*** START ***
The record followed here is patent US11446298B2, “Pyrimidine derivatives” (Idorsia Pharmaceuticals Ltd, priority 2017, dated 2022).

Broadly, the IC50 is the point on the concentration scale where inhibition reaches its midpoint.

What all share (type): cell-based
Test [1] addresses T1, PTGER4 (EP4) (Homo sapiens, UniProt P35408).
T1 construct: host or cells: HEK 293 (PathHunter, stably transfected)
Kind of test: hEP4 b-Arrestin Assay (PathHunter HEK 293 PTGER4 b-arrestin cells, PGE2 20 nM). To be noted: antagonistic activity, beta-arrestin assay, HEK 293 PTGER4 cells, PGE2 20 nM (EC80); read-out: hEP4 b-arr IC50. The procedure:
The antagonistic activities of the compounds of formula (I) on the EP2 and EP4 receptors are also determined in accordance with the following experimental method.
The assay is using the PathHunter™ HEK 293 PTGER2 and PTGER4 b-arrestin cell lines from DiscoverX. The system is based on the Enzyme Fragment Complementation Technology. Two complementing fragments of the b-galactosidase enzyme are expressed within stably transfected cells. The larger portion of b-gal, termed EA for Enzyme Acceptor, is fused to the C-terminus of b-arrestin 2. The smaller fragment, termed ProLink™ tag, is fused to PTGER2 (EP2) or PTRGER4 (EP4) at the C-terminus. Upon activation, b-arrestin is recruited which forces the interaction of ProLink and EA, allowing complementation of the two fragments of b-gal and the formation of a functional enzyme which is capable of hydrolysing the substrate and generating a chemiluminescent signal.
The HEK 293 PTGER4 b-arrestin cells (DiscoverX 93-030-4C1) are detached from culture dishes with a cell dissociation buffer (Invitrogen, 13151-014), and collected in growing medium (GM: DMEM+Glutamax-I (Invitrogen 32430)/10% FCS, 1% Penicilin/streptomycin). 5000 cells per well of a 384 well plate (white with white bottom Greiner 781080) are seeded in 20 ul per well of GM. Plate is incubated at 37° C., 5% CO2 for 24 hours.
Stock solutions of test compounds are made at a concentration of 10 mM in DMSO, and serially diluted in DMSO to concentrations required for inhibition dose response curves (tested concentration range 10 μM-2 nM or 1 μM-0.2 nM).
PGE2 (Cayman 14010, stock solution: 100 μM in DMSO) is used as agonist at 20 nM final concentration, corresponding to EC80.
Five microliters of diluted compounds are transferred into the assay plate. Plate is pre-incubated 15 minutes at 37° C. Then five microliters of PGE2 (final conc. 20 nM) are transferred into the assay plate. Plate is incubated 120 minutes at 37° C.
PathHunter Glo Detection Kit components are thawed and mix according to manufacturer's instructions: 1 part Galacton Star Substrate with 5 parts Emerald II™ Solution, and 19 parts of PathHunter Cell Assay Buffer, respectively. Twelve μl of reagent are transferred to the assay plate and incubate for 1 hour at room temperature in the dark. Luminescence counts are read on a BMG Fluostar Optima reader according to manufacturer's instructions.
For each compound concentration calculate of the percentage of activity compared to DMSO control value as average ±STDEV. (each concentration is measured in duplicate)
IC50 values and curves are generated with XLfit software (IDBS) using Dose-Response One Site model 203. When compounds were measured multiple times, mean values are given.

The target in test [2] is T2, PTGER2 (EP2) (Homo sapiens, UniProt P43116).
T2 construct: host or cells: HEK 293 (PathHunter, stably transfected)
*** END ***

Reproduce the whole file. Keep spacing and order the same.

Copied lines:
The record followed here is patent US11446298B2, “Pyrimidine derivatives” (Idorsia Pharmaceuticals Ltd, priority 2017, dated 2022).

Broadly, the IC50 is the point on the concentration scale where inhibition reaches its midpoint.

What all share (type): cell-based
Test [1] addresses T1, PTGER4 (EP4) (Homo sapiens, UniProt P35408).
T1 construct: host or cells: HEK 293 (PathHunter, stably transfected)
Kind of test: hEP4 b-Arrestin Assay (PathHunter HEK 293 PTGER4 b-arrestin cells, PGE2 20 nM). To be noted: antagonistic activity, beta-arrestin assay, HEK 293 PTGER4 cells, PGE2 20 nM (EC80); read-out: hEP4 b-arr IC50. The procedure:
The antagonistic activities of the compounds of formula (I) on the EP2 and EP4 receptors are also determined in accordance with the following experimental method.
The assay is using the PathHunter™ HEK 293 PTGER2 and PTGER4 b-arrestin cell lines from DiscoverX. The system is based on the Enzyme Fragment Complementation Technology. Two complementing fragments of the b-galactosidase enzyme are expressed within stably transfected cells. The larger portion of b-gal, termed EA for Enzyme Acceptor, is fused to the C-terminus of b-arrestin 2. The smaller fragment, termed ProLink™ tag, is fused to PTGER2 (EP2) or PTRGER4 (EP4) at the C-terminus. Upon activation, b-arrestin is recruited which forces the interaction of ProLink and EA, allowing complementation of the two fragments of b-gal and the formation of a functional enzyme which is capable of hydrolysing the substrate and generating a chemiluminescent signal.
The HEK 293 PTGER4 b-arrestin cells (DiscoverX 93-030-4C1) are detached from culture dishes with a cell dissociation buffer (Invitrogen, 13151-014), and collected in growing medium (GM: DMEM+Glutamax-I (Invitrogen 32430)/10% FCS, 1% Penicilin/streptomycin). 5000 cells per well of a 384 well plate (white with white bottom Greiner 781080) are seeded in 20 ul per well of GM. Plate is incubated at 37° C., 5% CO2 for 24 hours.
Stock solutions of test compounds are made at a concentration of 10 mM in DMSO, and serially diluted in DMSO to concentrations required for inhibition dose response curves (tested concentration range 10 μM-2 nM or 1 μM-0.2 nM).
PGE2 (Cayman 14010, stock solution: 100 μM in DMSO) is used as agonist at 20 nM final concentration, corresponding to EC80.
Five microliters of diluted compounds are transferred into the assay plate. Plate is pre-incubated 15 minutes at 37° C. Then five microliters of PGE2 (final conc. 20 nM) are transferred into the assay plate. Plate is incubated 120 minutes at 37° C.
PathHunter Glo Detection Kit components are thawed and mix according to manufacturer's instructions: 1 part Galacton Star Substrate with 5 parts Emerald II™ Solution, and 19 parts of PathHunter Cell Assay Buffer, respectively. Twelve μl of reagent are transferred to the assay plate and incubate for 1 hour at room temperature in the dark. Luminescence counts are read on a BMG Fluostar Optima reader according to manufacturer's instructions.
For each compound concentration calculate of the percentage of activity compared to DMSO control value as average ±STDEV. (each concentration is measured in duplicate)
IC50 values and curves are generated with XLfit software (IDBS) using Dose-Response One Site model 203. When compounds were measured multiple times, mean values are given.

The target in test [2] is T2, PTGER2 (EP2) (Homo sapiens, UniProt P43116).
T2 construct: host or cells: HEK 293 (PathHunter, stably transfected)